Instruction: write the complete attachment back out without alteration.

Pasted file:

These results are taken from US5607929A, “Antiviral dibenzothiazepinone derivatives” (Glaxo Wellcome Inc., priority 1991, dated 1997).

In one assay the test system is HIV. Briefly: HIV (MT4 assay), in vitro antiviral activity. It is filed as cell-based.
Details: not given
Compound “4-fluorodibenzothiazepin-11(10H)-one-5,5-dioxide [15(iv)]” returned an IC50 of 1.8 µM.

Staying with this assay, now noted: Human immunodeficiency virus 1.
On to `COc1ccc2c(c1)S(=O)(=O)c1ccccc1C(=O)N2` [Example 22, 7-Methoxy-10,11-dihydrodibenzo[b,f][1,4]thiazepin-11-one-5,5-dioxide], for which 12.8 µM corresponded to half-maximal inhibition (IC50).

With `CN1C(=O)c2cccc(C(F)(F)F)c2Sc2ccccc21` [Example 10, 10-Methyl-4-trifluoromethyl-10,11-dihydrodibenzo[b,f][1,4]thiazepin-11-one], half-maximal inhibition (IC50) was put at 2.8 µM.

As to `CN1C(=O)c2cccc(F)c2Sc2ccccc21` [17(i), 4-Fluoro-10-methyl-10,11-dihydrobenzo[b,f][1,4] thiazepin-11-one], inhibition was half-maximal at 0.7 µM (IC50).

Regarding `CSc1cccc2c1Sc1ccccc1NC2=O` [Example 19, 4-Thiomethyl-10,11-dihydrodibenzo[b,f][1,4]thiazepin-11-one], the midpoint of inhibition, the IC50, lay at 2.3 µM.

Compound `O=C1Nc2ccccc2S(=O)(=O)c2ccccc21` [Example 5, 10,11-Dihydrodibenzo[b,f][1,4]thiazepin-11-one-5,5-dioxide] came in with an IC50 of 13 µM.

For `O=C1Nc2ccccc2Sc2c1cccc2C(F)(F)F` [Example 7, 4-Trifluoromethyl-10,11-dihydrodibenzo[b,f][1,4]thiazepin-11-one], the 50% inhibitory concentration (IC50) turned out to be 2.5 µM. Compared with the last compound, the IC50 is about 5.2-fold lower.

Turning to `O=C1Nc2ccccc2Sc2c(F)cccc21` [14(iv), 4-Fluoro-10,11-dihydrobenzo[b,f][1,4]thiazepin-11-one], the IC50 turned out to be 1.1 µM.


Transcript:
These results are taken from US5607929A, “Antiviral dibenzothiazepinone derivatives” (Glaxo Wellcome Inc., priority 1991, dated 1997).

In one assay the test system is HIV. Briefly: HIV (MT4 assay), in vitro antiviral activity. It is filed as cell-based.
Details: not given
Compound “4-fluorodibenzothiazepin-11(10H)-one-5,5-dioxide [15(iv)]” returned an IC50 of 1.8 µM.

Staying with this assay, now noted: Human immunodeficiency virus 1.
On to `COc1ccc2c(c1)S(=O)(=O)c1ccccc1C(=O)N2` [Example 22, 7-Methoxy-10,11-dihydrodibenzo[b,f][1,4]thiazepin-11-one-5,5-dioxide], for which 12.8 µM corresponded to half-maximal inhibition (IC50).

With `CN1C(=O)c2cccc(C(F)(F)F)c2Sc2ccccc21` [Example 10, 10-Methyl-4-trifluoromethyl-10,11-dihydrodibenzo[b,f][1,4]thiazepin-11-one], half-maximal inhibition (IC50) was put at 2.8 µM.

As to `CN1C(=O)c2cccc(F)c2Sc2ccccc21` [17(i), 4-Fluoro-10-methyl-10,11-dihydrobenzo[b,f][1,4] thiazepin-11-one], inhibition was half-maximal at 0.7 µM (IC50).

Regarding `CSc1cccc2c1Sc1ccccc1NC2=O` [Example 19, 4-Thiomethyl-10,11-dihydrodibenzo[b,f][1,4]thiazepin-11-one], the midpoint of inhibition, the IC50, lay at 2.3 µM.

Compound `O=C1Nc2ccccc2S(=O)(=O)c2ccccc21` [Example 5, 10,11-Dihydrodibenzo[b,f][1,4]thiazepin-11-one-5,5-dioxide] came in with an IC50 of 13 µM.

For `O=C1Nc2ccccc2Sc2c1cccc2C(F)(F)F` [Example 7, 4-Trifluoromethyl-10,11-dihydrodibenzo[b,f][1,4]thiazepin-11-one], the 50% inhibitory concentration (IC50) turned out to be 2.5 µM. Compared with the last compound, the IC50 is about 5.2-fold lower.

Turning to `O=C1Nc2ccccc2Sc2c(F)cccc21` [14(iv), 4-Fluoro-10,11-dihydrobenzo[b,f][1,4]thiazepin-11-one], the IC50 turned out to be 1.1 µM.